Isaiah 45:1-8, Romans 13:1-7, Matthew 22:15-22
The Rev. Dr. D. William Faupel
Oct. 22, 2017
Mid-term elections are over a year away, but already we are hearing news that every Republican Senate seat is going to be challenged in the primaries. Democrats are debating what will be the best way to regain the house and senate – should they run on a Hillary or Bernie agenda, or perhaps develop a third way.
In the meantime, we hear daily on the news, disagreements as to whether the NFL players honor or dishonor the American flag when bending the knee at the time the national anthem is played. Will Obamacare be repealed and replaced, or will Trump make a deal with the Democrats and fix it so it becomes more efficient. Will you lose your favorite tax break as the House and Senate seek to overhaul our tax code? Will our government ever get around to upgrading our roads, bridges and airports?
At some level this just becomes background noise for us as we seek to live out our daily lives. But the issues are real. Since we are living in a democracy, we have something to say about the outcome. But what should our response be about any given issue. How do we determine what is an appropriate Christian response? I have lived in some areas where my congregation has wondered how you can be a Christian and vote for a Democrat. I have also lived areas where they have wondered how a person can claim to be a Christian and a Republican.
Just what is the Christian response to civil matters and world events? Should we sit back and take what comes? Should we involve ourselves? Is it possible for Christians to follow biblical principles and come out on opposite sides of any given political issue? Is there no one Christian response?
I think today’s lectionary readings help us come to grips with a very complex answer. They can be summed up by the phrase “Under Authority.” The three readings are very different in their form. Isaiah gives us a kind of poem. You see this, for example, in the elegant repetitions: “Opening doors before him and letting no gate stay shut.” “I am the Lord and there is none else Beside me, there is no god.” “I form light and create darkness. I make weal and create woe.” The Apostle Paul, on the other hand, gives us reasoned advice. “Do you wish to have no fear of the authority? Then do what is good, and you will receive its approval.” And finally, the Gospel is an anecdote, a short and memorable report of how Jesus bested his adversaries in debate. “Render unto Caesar the things that are Caesar’s and render unto God the things that are God’s.”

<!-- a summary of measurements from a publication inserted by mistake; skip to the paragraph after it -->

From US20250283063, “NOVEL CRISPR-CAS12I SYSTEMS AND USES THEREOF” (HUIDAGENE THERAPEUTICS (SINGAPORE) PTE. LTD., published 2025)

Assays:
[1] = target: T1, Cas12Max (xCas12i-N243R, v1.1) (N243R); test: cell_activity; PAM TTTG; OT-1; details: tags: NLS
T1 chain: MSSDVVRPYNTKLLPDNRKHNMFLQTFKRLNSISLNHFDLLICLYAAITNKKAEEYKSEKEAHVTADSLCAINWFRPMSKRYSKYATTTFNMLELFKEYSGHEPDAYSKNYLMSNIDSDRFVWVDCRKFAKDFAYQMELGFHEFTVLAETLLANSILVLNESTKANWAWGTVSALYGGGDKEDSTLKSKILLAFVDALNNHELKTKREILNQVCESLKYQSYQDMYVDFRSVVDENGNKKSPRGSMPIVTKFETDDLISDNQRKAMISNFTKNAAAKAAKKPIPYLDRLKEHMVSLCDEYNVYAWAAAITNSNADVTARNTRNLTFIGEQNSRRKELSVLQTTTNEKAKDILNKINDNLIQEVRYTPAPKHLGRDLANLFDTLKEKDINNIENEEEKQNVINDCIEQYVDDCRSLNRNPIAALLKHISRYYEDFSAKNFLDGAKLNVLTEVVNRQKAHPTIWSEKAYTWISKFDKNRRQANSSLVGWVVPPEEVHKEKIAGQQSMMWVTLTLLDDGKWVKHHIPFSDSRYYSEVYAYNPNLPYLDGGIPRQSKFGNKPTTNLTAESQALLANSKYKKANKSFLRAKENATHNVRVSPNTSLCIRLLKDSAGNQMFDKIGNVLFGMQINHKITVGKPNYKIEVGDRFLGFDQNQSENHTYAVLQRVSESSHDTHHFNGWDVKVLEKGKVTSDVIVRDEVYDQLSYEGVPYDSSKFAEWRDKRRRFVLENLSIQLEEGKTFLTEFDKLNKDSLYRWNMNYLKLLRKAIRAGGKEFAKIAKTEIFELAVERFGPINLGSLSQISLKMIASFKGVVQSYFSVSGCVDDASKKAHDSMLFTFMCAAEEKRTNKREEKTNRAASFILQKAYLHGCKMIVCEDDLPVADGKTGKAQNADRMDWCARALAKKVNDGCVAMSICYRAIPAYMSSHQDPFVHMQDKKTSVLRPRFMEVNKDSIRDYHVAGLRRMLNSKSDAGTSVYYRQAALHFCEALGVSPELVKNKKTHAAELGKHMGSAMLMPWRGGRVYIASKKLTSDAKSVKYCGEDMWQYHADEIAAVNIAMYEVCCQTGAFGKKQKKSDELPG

More to the point, each reading presents people under civil authority in a different time and place, and the relationship between them is different for each. To use a metaphor, we might say that Isaiah is a litter of kittens being carried by a cat; Paul is a kitten protected by a cat, and Jesus is mouse watched by a cat. This morning we will look at each of these three passages to reflect on their views of the Christian’s relationship to government and then think briefly about what it means that the Bible offers us such diversity.
I. The Kitten
Let’s begin with the Apostle, Paul. His view is this: The powers that be are ordained of God. If you resist civil authority you are resisting God A ruler is of no threat to a good person, only to a bad one. Those in authority are God’s servants. To obey the government is to obey God.
There is a lot to be said for this point of view. It brings justice and social stability. Without solid respect for a just and honorable authority we will end up with no respect for anything or anyone. Anarchy and social collapse will be sure to follow. In general, the Church has followed this point of view, the Divine Right of Kings in the Middle Ages flows from this understanding. But it also gave rise to Hitler’s Germany. If a ruler is no threat to a good person, how come the Jewish holocaust? How come Paul himself had been flogged and jailed for nothing worse than giving a Gospel testimony?
The reason is that he was a Roman citizen and that he was protected by Roman law. Roman law had a great reputation for fairness, and Paul certainly benefited from it. He traveled only where Rome had conquered and subdued the lands, and where justice was in place. He was also a Jew. As a Jew he had been flogged and thrown in jail without any kind of hearing. But once the authorities found out that he was a Roman citizen, they let him go, and apologized to him for their mistreatment. As a Roman citizen Paul was a kitten projected by a cat.
II. The Mouse
The case of Jesus is different. To start with, this is an anecdote about baiting a popular public figure in the hope of tripping him up in what he says. Asking loaded questions of public figures is nothing new. In our world, politicians are briefed and prepped by their handlers with facts so that they have already anticipated the obvious questions. Last year, Hillary and Donald spent much of their campaign trying to trap each other into saying something that could be misconstrued which they would then put in ads to be aired dozens of times.